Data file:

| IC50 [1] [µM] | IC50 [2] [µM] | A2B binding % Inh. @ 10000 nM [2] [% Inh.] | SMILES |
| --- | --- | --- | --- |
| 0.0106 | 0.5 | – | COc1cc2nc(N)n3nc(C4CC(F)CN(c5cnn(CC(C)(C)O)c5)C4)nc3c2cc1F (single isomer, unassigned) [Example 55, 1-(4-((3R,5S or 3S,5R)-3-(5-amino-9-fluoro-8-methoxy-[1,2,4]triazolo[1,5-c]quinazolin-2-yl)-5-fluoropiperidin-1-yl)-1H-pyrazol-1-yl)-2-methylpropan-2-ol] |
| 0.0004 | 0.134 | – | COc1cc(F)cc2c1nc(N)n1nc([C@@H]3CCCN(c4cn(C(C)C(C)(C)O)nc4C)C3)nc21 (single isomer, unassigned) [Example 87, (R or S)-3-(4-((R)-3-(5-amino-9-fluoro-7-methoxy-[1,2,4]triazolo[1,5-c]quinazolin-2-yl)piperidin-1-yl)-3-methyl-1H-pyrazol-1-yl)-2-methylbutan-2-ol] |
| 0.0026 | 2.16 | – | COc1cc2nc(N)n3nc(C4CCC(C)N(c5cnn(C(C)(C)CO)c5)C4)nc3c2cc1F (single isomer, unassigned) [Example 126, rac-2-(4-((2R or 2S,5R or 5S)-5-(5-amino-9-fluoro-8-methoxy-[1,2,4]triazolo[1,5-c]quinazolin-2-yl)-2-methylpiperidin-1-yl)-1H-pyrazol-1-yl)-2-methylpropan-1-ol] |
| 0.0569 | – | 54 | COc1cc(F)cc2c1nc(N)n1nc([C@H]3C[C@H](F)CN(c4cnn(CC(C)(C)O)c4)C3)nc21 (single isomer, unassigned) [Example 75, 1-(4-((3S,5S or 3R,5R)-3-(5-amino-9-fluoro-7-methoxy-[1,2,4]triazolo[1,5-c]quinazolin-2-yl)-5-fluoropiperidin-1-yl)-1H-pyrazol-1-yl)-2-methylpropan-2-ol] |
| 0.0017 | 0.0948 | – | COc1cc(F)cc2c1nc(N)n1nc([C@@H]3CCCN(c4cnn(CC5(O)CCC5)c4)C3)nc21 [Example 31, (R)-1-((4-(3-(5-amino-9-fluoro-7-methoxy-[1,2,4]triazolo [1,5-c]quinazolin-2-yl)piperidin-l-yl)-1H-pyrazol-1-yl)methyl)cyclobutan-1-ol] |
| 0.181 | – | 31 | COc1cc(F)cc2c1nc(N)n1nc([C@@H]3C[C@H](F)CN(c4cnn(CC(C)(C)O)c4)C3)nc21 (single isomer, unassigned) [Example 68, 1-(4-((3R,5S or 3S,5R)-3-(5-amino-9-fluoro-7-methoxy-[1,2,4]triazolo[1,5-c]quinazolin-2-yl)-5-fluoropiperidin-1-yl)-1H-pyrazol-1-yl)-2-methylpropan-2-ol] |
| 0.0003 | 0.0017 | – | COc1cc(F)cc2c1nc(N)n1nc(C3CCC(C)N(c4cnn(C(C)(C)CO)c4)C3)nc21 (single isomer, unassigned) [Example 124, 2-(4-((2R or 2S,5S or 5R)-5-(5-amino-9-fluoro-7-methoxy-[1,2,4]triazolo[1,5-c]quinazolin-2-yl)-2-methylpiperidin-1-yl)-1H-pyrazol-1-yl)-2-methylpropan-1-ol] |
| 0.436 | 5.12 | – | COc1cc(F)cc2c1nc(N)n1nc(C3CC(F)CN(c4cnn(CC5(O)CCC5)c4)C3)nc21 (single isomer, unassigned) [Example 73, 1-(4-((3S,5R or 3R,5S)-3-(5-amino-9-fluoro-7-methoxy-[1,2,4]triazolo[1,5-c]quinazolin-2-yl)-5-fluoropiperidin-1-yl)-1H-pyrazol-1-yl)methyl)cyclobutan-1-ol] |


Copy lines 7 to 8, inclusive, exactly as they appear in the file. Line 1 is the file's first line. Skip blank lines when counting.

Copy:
| 0.0017 | 0.0948 | – | COc1cc(F)cc2c1nc(N)n1nc([C@@H]3CCCN(c4cnn(CC5(O)CCC5)c4)C3)nc21 [Example 31, (R)-1-((4-(3-(5-amino-9-fluoro-7-methoxy-[1,2,4]triazolo [1,5-c]quinazolin-2-yl)piperidin-l-yl)-1H-pyrazol-1-yl)methyl)cyclobutan-1-ol] |
| 0.181 | – | 31 | COc1cc(F)cc2c1nc(N)n1nc([C@@H]3C[C@H](F)CN(c4cnn(CC(C)(C)O)c4)C3)nc21 (single isomer, unassigned) [Example 68, 1-(4-((3R,5S or 3S,5R)-3-(5-amino-9-fluoro-7-methoxy-[1,2,4]triazolo[1,5-c]quinazolin-2-yl)-5-fluoropiperidin-1-yl)-1H-pyrazol-1-yl)-2-methylpropan-2-ol] |